Loan Terms and Disbursement
- The interest rate for Parent PLUS loans for 2022-23 is 7.54% and 2023-2024 is 8.05%. The interest rate for each year is announced in June.
- The origination/default fee for the Parent PLUS loan program is 4.228% for loans first disbursed on or after October 1, 2021, and before October 1, 2023.
- Disbursements are scheduled at the beginning of each semester and are deposited directly into your Hopkins billing account.
- Repayment begins sixty days after the loan is fully disbursed. If parents are approved for deferment, repayment may not begin until 6 months after the student’s graduation.
- Fully disbursed means that all installments (fall and spring) have been paid.
- Interest begins accruing after the first disbursement. There is no prepayment penalty. Consolidation options and extended or graduated repayment plans are available.
How to Apply
- Complete the FAFSA before submitting a Parent PLUS loan request at https://studentaid.gov/.
- Your FSA ID is required to complete this process. If you need to set up an FSA ID or retrieve your username or password, go to https://studentaid.gov/fsa-id/create-account/launch.
- A FSA ID is assigned to an individual and may not be used by another individual. If a different parent borrows a Federal Direct Parent PLUS Loan, that parent may not use the FSA ID assigned to the other parent but is required to obtain their own FSA ID.
- To submit a PLUS loan request, log into https://studentaid.gov/ with your FSA ID and other identifying information.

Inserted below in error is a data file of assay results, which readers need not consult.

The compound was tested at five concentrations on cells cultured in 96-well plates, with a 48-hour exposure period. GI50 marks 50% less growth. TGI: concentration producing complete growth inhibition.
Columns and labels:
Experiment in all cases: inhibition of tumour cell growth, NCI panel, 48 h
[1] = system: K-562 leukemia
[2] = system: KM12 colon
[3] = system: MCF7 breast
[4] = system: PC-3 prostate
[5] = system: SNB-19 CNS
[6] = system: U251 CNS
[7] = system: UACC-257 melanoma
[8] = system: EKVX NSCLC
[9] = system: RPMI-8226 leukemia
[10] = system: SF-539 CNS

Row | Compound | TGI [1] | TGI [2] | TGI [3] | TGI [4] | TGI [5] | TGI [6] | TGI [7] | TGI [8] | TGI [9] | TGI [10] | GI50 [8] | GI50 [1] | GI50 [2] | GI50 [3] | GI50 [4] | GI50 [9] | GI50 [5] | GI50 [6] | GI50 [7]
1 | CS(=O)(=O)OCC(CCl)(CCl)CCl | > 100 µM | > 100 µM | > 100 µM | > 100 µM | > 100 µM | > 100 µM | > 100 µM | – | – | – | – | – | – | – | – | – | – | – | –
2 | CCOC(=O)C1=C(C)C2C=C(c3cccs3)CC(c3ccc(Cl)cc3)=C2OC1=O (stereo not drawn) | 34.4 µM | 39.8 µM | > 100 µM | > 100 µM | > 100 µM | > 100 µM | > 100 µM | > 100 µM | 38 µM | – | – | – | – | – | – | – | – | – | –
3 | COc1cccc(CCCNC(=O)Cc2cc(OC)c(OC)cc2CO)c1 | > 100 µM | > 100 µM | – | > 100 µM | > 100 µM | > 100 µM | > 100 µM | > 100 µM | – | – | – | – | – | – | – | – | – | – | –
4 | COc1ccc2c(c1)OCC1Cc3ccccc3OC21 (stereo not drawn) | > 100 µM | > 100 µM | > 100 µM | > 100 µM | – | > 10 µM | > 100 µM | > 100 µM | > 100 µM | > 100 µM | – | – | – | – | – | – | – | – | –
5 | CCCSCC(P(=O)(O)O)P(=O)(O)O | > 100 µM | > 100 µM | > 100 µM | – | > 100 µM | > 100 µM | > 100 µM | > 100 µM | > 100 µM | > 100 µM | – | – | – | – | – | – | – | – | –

- Select the “Request a Direct PLUS Loan” option.
- Select “Loan Type Parent PLUS.”
- Be sure to select JOHNS HOPKINS UNIV – ASEN when asked to provide the name of your school. Hopkins has multiple campuses, and it is essential that you select ASEN (Arts & Sciences and Engineering) as the school to receive your information.
- New PLUS borrowers will also use https://studentaid.gov/ to sign a promissory note online. Hopkins will contact the borrower once the loan has been processed or with any questions we have regarding the request.
Find out more by watching this educational video about Parent PLUS loans.
State Educational Loan Programs
Some states offer educational loan programs to residents of that state with interest rates and repayment terms equal to or better than the federal student and parent loans. We recommend that you and your family check with your state higher education agencies about the availability of these loans.
Private banks also offer loan programs for educational costs. For most of these loans, you (the student) are the borrower with your parents as a co-signer. Interest rates generally are variable.
For state or private loans, the borrowing limit is the total cost of education for the academic year (as defined by Hopkins) minus any financial aid. The University does not endorse or recommend any lender, nor does the University have any financial interest in any lending institution.
You and your family have the right to select the educational loan provider of your choice. If you want to learn more about supplemental loan funding, please review ELM Select. Johns Hopkins provides access to this interactive tool to help you and your family better understand your private loan options.
Find out more by watching this educational video about private loans.
Questions to Ask a Private Lender
- What are your lowest interest rate and fee combination, and how can I get it? Is the rate only for a limited period, or is it for the life of the loan?
- For variable rate loans, is there a limit on how high the variable rate can go? How often is the interest rate adjusted, and how is it determined?
- What interest rate can I get on a fixed-rate loan?
- How long will I be repaying the loan? Is there any penalty for paying it off early?